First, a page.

February 17, 2013
The ashes are gone – washed off our foreheads – but their darkness still stains our thoughts and spirits as we begin Lent once again. Tiny grains of ash, like the darkness of sin, may have fallen in our eyes or down our faces. Annoyed, we may have rubbed our eyes or brushed our cheeks. Maybe the ash was wet – a big stain on our heads, right between our eyes. How can we get it off, without looking insincere, before we get in our cars and go to work out in the real world where most people don’t even know it’s Ash Wednesday, where most people no longer remember the word “Lent” or what it means?
Sin is like that most days, a bit of an annoyance, a speck in our eyes that must be rubbed away. For heaven’s sake, we don’t want to talk about it – it’s annoying – oh my, that word again. Being reminded that sin still exists in each one of us can be just plain annoying, not earth-shattering, nothing really to worry about, it’s just there hovering around the edges, picking at us, especially during Lent.
We have 40 long days to think about it, though. Forty long days when we’re reminded to repent and be saved. Our hymns are melancholy. In many churches, they hide a banner with the word “Alleluia” on it until Easter Day.
Is that what Lent is all about? A surface look at it, a few memories from Sunday school in our youth, a desire to get it over with and get back to the real world, might make it so. But look at our readings today. If we really pay attention to what we’re hearing, there is a whole lot more light than darkness – a whole lot more graciousness poured on us by our God, than punishment. Yes, we’re reminded about the temptations of sin, but we’re offered the unstopping gift of forgiveness and a chance to model Jesus. Lent can help us go deep into ourselves.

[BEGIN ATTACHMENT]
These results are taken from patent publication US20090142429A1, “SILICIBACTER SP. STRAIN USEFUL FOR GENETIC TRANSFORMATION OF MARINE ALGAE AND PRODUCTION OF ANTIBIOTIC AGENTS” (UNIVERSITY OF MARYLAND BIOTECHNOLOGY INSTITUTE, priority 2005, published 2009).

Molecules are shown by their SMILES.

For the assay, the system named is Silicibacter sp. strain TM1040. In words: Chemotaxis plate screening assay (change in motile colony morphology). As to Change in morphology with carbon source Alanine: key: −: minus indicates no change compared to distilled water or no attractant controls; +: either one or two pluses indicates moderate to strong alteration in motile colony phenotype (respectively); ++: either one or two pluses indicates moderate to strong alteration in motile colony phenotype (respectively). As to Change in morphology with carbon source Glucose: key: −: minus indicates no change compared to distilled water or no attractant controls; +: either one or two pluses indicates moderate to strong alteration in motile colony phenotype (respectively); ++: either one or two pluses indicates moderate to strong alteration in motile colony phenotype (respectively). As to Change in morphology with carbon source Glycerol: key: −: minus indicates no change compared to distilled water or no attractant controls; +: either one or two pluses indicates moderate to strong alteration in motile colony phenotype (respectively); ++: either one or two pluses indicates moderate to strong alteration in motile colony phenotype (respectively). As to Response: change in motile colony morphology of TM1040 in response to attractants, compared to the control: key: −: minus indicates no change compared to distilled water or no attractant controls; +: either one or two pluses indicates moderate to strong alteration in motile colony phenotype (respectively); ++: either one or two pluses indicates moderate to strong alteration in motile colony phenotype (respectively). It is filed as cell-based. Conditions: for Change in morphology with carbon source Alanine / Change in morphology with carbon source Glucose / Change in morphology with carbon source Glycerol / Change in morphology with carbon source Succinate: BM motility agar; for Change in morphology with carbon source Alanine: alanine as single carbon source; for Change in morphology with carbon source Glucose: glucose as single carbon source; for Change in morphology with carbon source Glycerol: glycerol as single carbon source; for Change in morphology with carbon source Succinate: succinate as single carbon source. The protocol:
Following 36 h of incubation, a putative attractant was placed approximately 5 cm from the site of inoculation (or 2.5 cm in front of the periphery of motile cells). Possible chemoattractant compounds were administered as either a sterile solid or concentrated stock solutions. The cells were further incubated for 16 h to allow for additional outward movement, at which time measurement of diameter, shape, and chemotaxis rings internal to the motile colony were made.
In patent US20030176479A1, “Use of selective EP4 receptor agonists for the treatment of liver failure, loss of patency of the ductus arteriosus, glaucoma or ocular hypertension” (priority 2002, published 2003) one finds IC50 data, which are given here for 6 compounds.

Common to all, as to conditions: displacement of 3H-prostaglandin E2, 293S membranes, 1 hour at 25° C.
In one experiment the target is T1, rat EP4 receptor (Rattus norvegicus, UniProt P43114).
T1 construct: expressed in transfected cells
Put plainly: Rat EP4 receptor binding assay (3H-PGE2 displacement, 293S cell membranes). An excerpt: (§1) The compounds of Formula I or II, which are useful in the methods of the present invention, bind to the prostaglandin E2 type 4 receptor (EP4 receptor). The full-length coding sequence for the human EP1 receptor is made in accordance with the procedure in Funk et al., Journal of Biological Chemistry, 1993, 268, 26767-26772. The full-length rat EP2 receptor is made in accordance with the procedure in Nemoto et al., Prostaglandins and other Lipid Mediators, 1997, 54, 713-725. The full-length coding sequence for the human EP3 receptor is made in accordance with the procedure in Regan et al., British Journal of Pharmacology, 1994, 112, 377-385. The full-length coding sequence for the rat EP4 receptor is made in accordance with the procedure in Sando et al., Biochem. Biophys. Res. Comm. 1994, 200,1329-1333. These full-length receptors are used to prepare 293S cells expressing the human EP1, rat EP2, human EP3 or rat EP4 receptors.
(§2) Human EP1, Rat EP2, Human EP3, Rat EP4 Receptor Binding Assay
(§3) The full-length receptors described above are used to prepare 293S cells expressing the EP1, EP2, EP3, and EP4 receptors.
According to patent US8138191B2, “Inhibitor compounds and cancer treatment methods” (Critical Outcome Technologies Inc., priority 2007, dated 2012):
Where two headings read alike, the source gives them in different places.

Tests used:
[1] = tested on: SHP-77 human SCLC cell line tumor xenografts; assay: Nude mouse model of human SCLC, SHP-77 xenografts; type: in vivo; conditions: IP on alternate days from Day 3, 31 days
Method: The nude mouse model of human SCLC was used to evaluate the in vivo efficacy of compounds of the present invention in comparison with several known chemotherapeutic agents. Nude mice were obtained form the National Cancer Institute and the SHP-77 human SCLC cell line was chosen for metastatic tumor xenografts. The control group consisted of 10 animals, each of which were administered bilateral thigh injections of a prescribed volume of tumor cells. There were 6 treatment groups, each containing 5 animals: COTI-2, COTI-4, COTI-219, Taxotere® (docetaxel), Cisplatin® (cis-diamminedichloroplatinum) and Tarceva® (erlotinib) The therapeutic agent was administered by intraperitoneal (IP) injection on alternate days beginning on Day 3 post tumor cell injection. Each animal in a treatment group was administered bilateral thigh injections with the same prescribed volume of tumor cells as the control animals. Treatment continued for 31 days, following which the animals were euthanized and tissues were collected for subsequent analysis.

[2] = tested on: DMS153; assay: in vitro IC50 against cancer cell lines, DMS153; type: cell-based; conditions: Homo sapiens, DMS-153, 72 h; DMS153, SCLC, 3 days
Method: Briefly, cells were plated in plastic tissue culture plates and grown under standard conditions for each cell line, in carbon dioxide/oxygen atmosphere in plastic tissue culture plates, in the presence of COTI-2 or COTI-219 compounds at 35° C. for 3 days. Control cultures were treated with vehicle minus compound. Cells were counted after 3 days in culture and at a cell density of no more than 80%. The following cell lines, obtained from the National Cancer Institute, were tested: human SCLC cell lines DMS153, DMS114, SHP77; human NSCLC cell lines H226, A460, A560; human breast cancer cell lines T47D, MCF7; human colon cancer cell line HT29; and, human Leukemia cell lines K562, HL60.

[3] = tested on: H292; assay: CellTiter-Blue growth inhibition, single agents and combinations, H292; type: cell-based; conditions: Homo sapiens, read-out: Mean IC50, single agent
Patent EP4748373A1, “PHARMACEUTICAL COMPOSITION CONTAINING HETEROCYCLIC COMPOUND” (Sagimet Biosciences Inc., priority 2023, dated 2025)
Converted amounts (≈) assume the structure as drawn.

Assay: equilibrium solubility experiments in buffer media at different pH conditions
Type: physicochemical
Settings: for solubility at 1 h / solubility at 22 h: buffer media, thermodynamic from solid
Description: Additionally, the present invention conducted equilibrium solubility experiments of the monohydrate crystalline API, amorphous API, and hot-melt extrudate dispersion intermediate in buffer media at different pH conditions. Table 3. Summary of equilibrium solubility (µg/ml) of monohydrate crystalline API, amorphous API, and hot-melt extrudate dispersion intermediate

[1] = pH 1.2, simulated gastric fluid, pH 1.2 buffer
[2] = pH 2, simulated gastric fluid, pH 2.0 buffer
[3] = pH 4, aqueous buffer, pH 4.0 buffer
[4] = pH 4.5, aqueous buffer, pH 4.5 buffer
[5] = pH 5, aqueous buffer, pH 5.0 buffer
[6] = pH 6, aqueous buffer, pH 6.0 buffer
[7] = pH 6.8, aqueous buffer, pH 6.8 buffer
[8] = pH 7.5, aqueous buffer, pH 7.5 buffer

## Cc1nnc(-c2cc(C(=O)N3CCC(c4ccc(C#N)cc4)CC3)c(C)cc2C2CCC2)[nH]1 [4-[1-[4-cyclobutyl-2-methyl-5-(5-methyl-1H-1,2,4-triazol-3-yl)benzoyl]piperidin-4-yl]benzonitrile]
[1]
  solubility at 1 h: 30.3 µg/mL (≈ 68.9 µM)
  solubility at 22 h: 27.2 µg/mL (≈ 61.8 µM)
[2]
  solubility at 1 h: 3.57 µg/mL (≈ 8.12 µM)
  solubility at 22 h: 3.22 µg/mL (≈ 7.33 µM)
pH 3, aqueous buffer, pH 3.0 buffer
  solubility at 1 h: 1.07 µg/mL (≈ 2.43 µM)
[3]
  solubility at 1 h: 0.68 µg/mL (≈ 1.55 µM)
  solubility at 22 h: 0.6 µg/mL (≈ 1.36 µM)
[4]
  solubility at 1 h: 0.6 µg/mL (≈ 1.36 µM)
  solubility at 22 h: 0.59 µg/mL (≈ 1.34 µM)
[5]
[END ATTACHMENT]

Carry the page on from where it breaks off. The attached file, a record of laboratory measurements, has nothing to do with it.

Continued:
Moses’ story today is full of light. God has given the Israelites a land flowing with milk and honey. All they have to do is show gratitude through their offerings. “A land flowing with milk and honey” is an image of peace and beauty. The people acknowledged their rescue from the Egyptians by the God who heard their cries of affliction.
Today’s psalm says, “He shall call upon me, and I will answer him; I am with him in trouble; I will rescue him and bring him to honor.” This is another image that should remind us that God continues to hear our cries, even when they’re moaned from the depths of our sinfulness. At the beginning of Lent, we’re reminded that we are not alone. God not only has not abandoned us, God is “so bound to us in love” the psalm says, that even when we are focused only on ourselves to the point of sin, God is with us, ready to bring us back to the light. God is ready to brush the ash from our faces.
Paul says the same thing to the Romans. “The word is near you, on your lips and in your heart.” That is not only the word of faith, but the capital W “Word” of God. “You will be saved,” he says, “everyone who calls upon the name of the Lord will be saved.” Is there any better news than that?